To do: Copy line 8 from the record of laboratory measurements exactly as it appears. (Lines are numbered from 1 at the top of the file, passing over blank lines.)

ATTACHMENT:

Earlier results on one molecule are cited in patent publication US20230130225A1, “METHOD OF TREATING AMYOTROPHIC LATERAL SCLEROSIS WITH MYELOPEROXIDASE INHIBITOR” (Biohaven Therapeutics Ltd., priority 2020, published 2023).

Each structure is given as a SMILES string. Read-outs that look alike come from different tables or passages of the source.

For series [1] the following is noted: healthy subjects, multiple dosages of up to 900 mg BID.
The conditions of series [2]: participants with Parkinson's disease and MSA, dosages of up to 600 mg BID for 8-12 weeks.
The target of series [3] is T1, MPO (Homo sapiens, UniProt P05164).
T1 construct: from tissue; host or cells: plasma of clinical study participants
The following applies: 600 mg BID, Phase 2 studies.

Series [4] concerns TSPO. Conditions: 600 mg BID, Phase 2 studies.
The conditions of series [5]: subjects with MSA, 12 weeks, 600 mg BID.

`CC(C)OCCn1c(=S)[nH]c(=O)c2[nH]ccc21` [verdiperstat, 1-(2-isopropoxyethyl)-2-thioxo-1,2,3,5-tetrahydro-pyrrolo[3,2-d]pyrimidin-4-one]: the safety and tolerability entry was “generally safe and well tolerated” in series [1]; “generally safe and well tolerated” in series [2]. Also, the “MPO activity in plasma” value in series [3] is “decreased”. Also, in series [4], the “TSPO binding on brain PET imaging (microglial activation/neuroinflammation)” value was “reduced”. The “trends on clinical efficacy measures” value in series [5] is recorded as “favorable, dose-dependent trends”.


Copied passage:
Series [4] concerns TSPO. Conditions: 600 mg BID, Phase 2 studies.